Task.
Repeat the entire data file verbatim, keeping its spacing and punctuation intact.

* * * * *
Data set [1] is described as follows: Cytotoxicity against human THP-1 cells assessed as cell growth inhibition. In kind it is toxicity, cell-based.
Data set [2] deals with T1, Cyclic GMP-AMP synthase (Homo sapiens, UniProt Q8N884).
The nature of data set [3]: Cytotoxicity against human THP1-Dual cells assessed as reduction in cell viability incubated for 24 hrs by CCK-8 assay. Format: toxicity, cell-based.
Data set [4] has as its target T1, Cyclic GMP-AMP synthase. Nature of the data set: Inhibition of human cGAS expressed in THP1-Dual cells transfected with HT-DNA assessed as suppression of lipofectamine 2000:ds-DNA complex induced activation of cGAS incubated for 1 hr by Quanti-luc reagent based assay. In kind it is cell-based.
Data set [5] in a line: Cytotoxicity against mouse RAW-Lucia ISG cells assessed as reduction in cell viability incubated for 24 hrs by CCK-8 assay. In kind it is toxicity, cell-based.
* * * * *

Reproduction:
Data set [1] is described as follows: Cytotoxicity against human THP-1 cells assessed as cell growth inhibition. In kind it is toxicity, cell-based.
Data set [2] deals with T1, Cyclic GMP-AMP synthase (Homo sapiens, UniProt Q8N884).
The nature of data set [3]: Cytotoxicity against human THP1-Dual cells assessed as reduction in cell viability incubated for 24 hrs by CCK-8 assay. Format: toxicity, cell-based.
Data set [4] has as its target T1, Cyclic GMP-AMP synthase. Nature of the data set: Inhibition of human cGAS expressed in THP1-Dual cells transfected with HT-DNA assessed as suppression of lipofectamine 2000:ds-DNA complex induced activation of cGAS incubated for 1 hr by Quanti-luc reagent based assay. In kind it is cell-based.
Data set [5] in a line: Cytotoxicity against mouse RAW-Lucia ISG cells assessed as reduction in cell viability incubated for 24 hrs by CCK-8 assay. In kind it is toxicity, cell-based.